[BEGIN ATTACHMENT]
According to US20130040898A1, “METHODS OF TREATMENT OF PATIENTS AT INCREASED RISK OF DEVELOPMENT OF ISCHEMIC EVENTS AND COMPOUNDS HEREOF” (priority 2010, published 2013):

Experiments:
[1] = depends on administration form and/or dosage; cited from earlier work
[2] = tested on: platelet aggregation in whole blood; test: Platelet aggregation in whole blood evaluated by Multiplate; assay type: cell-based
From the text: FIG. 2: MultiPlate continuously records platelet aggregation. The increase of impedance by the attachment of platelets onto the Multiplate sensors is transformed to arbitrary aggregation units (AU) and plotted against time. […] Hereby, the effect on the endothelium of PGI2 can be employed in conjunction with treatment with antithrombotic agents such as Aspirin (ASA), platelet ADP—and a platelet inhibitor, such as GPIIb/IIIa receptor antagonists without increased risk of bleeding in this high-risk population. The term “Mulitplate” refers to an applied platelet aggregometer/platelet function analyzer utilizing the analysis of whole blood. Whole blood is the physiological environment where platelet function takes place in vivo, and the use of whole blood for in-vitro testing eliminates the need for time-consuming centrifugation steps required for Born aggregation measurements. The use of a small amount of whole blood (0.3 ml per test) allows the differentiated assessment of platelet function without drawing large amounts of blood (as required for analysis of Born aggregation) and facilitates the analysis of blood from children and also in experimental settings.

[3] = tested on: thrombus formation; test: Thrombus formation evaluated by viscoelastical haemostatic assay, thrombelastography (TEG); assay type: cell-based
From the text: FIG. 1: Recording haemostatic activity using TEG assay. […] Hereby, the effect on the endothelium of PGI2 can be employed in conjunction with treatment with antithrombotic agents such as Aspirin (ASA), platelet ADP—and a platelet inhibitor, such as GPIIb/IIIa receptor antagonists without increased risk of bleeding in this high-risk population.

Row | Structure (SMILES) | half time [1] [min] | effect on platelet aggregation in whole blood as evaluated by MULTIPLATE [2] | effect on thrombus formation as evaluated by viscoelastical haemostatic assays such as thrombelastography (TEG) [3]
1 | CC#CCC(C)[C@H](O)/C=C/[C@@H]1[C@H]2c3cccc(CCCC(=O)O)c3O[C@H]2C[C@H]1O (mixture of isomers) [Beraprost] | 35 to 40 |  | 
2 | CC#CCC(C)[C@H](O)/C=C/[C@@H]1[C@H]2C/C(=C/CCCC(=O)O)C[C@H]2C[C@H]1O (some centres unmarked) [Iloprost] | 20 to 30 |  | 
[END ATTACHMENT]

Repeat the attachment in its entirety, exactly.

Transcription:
According to US20130040898A1, “METHODS OF TREATMENT OF PATIENTS AT INCREASED RISK OF DEVELOPMENT OF ISCHEMIC EVENTS AND COMPOUNDS HEREOF” (priority 2010, published 2013):

Experiments:
[1] = depends on administration form and/or dosage; cited from earlier work
[2] = tested on: platelet aggregation in whole blood; test: Platelet aggregation in whole blood evaluated by Multiplate; assay type: cell-based
From the text: FIG. 2: MultiPlate continuously records platelet aggregation. The increase of impedance by the attachment of platelets onto the Multiplate sensors is transformed to arbitrary aggregation units (AU) and plotted against time. […] Hereby, the effect on the endothelium of PGI2 can be employed in conjunction with treatment with antithrombotic agents such as Aspirin (ASA), platelet ADP—and a platelet inhibitor, such as GPIIb/IIIa receptor antagonists without increased risk of bleeding in this high-risk population. The term “Mulitplate” refers to an applied platelet aggregometer/platelet function analyzer utilizing the analysis of whole blood. Whole blood is the physiological environment where platelet function takes place in vivo, and the use of whole blood for in-vitro testing eliminates the need for time-consuming centrifugation steps required for Born aggregation measurements. The use of a small amount of whole blood (0.3 ml per test) allows the differentiated assessment of platelet function without drawing large amounts of blood (as required for analysis of Born aggregation) and facilitates the analysis of blood from children and also in experimental settings.

[3] = tested on: thrombus formation; test: Thrombus formation evaluated by viscoelastical haemostatic assay, thrombelastography (TEG); assay type: cell-based
From the text: FIG. 1: Recording haemostatic activity using TEG assay. […] Hereby, the effect on the endothelium of PGI2 can be employed in conjunction with treatment with antithrombotic agents such as Aspirin (ASA), platelet ADP—and a platelet inhibitor, such as GPIIb/IIIa receptor antagonists without increased risk of bleeding in this high-risk population.

Row | Structure (SMILES) | half time [1] [min] | effect on platelet aggregation in whole blood as evaluated by MULTIPLATE [2] | effect on thrombus formation as evaluated by viscoelastical haemostatic assays such as thrombelastography (TEG) [3]
1 | CC#CCC(C)[C@H](O)/C=C/[C@@H]1[C@H]2c3cccc(CCCC(=O)O)c3O[C@H]2C[C@H]1O (mixture of isomers) [Beraprost] | 35 to 40 |  | 
2 | CC#CCC(C)[C@H](O)/C=C/[C@@H]1[C@H]2C/C(=C/CCCC(=O)O)C[C@H]2C[C@H]1O (some centres unmarked) [Iloprost] | 20 to 30 |  | 